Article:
“Let him who walks in the dark, who has no light, trust in the name of the Lord and rely on his God” (Isaiah 50:10).

Reflexes grabbed control. My hands clenched as I simultaneously stiff-armed the steering wheel and braked.

Just seconds before, I’d been on a hilltop marveling at the snake of fog that followed the Cahaba River and filled the valley. How beautiful the ground-cloud looked lounging among the green pines and the yellow-red-orange mix of oaks, sweetgums, and hickories!

Now the dense gray-white had swallowed me. I couldn’t see the road ahead. Or the guardrail that would keep me from plunging over the edge of the bridge into the river below.

I had to remind myself that the fog didn’t continue forever. If I kept going straight, the road would soon rise out of the valley. A blue-sky morning awaited. I exhaled and prayed: “God, please help me make it safely to the other side.”


Many times in my walk with God I’ve felt like that: in a fog-filled valley, blind and panicked, praying to survive.

Never has that spiritual fog been more impenetrable than when I flew to Houston to deliver our twenty-three-year-old son to The Menninger Clinic for inpatient treatment. For six weeks, he’d be locked behind doors in a last-ditch effort to rescue him from the depression and anxiety he battled. I feared for his life. And I feared for mine if I lost him.

My fears had festered into anger. Why didn’t God save our son from such unbearable pain? He could. But He hadn’t. No matter how much I’d pleaded.

For six years, God had been silent, and I had been in the fog.

In the confusion of the crowded airport, I became vaguely aware of music playing. I hadn’t yet seen a sign directing us to baggage claim, but I found one equally important: Women’s Restroom. After soliciting a promise from my son that he would wait by the door, I fought the unease of leaving him alone and went inside.

Out of the noise of the crowd, the music became louder: “Be still there is a healer.” My heart quickened.  

Lord, I want to believe that.

I closed the door of the stall and sang along with Chris Tomlin: “His love is deeper than the sea. His mercy, it is unfailing. His arms are a fortress for the weak.” Each truth countered my fears and doubts, calmed my anger.

“Let faith arise.”

I repeated the words as a prayer: Lord, help my faith arise.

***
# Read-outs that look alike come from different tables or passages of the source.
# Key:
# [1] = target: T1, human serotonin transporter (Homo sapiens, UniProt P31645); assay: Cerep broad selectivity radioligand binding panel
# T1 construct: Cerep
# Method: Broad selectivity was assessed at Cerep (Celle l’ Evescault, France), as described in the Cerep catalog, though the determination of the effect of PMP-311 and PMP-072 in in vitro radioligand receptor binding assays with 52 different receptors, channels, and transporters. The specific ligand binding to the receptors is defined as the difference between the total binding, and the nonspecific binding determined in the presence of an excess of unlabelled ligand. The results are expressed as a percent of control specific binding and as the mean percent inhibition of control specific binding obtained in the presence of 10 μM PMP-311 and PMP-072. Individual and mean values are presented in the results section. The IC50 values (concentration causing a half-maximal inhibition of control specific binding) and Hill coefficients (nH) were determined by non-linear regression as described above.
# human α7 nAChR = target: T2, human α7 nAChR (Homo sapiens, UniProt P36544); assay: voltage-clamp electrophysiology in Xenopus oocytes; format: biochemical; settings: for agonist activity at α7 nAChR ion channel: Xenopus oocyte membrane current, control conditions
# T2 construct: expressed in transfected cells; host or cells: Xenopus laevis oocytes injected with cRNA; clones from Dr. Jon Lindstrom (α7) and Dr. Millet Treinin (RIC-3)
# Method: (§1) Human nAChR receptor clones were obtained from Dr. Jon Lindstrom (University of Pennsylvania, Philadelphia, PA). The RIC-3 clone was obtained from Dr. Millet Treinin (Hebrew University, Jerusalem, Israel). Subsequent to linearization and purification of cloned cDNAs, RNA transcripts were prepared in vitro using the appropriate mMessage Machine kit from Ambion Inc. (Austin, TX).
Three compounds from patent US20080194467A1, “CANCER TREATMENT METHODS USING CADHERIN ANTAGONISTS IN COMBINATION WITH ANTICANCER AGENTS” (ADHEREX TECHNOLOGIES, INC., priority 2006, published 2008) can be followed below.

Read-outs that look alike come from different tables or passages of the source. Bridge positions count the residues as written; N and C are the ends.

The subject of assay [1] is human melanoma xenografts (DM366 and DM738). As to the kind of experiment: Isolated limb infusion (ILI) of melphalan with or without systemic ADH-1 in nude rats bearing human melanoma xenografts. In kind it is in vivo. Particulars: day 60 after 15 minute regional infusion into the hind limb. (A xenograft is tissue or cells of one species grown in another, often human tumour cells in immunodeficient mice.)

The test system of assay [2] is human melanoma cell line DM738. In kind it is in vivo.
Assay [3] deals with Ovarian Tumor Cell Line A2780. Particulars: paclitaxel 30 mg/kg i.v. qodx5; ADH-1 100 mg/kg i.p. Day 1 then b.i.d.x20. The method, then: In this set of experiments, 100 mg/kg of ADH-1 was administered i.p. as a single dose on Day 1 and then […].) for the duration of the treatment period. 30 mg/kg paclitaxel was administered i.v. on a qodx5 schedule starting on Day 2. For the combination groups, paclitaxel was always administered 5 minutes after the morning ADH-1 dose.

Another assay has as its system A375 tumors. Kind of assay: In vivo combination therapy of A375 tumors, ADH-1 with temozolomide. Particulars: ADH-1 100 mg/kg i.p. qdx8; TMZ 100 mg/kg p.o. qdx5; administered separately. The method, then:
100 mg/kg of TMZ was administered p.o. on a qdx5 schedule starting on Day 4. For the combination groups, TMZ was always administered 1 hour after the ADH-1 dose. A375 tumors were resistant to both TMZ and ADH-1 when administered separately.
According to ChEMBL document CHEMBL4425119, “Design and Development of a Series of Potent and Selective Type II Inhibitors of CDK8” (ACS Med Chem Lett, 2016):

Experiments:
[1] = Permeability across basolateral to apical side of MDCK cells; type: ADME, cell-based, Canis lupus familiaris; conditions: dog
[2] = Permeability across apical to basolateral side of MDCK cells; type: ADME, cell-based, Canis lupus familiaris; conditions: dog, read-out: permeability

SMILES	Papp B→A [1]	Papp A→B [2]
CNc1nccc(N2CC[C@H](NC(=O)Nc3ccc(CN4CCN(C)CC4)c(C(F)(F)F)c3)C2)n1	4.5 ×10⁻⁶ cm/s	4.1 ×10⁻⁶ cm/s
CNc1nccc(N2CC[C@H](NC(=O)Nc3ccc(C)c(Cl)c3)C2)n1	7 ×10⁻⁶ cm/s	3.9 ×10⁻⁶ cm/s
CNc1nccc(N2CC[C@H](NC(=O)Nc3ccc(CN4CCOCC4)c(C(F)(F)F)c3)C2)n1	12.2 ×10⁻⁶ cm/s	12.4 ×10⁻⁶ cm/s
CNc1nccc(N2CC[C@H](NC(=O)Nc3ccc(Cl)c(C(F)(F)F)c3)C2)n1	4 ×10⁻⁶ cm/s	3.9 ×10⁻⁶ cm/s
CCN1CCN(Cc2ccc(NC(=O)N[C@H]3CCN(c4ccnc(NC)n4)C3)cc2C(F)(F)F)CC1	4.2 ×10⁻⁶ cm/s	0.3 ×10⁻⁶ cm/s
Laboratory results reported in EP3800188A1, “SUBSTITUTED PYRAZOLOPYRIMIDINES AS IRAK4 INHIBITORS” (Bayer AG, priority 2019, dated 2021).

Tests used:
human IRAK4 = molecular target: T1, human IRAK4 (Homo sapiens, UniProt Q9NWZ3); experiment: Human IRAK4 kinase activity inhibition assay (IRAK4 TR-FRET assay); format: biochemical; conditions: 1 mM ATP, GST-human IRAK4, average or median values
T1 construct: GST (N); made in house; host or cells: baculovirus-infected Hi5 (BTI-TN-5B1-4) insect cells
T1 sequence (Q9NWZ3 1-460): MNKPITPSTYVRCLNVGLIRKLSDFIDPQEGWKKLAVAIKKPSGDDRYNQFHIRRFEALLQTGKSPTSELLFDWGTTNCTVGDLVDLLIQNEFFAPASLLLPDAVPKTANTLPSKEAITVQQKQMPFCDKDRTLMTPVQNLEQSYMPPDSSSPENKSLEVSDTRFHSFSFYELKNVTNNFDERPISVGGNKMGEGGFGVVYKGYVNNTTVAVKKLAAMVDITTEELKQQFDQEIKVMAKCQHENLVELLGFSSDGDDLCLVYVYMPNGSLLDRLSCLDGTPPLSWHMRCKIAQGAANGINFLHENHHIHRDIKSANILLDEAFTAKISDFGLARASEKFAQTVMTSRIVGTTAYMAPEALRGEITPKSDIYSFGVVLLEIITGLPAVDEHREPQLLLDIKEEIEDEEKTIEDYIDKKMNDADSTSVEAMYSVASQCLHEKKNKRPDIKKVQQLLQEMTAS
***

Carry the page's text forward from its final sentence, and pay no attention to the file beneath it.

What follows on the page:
The next words came like an answer to that prayer: “I lift my hands to believe again.”

Reflex–not faith–had controlled my response to our circumstances. Helplessness and hopelessness had taken over. My faith had become dependent on God’s proving Himself through a miracle. But if I wanted my faith and belief to arise in the face of difficulties, I first had to choose to have faith.

In faith, I lifted my hands to believe again. Whether or not the healing came.

Just as peace began to envelop me, realization dawned. The music was coming from my pocket. From my cellphone! This was weirder than butt-calling someone. My cellphone had to be turned on and unlocked, iTunes had to be tapped, and Tomlin’s album had to be selected.

I could think of only one explanation: God had orchestrated the coincidence to soothe a desperate daughter.

In the midst of the fog of our crisis, I was barely holding together, certain I would plunge over the edge right along with my son. But God wanted me to know that I wasn’t alone. He was there, offering His strength, mercy, and love. He was the morning sun that would burn away the fog.

I still wanted healing for our son. But it wasn’t going to be a requirement for my faith. I sang the end of the song like a prayer to chase away my disbelief: “You are faithful, God. You are faithful, God, forever.”


When fog settles in life’s valleys, we can find it difficult to “let faith arise.” Hope vanishes. Worry sets in. We’re afraid. Or angry. Or both. Where are you, God? we wonder.

The only way we can make it through is by choosing to trust. Trust that God is who He says He is: healer, refuge, strength. And trust that He keeps His promise, not to prevent or rescue us from all pain, but to be with us always.

It’s trust that lets our faith arise, out of the fog, toward a blue-sky morning and the arms of our Beloved.

Have you ever been in a fog-filled valley? How did God help you make it through?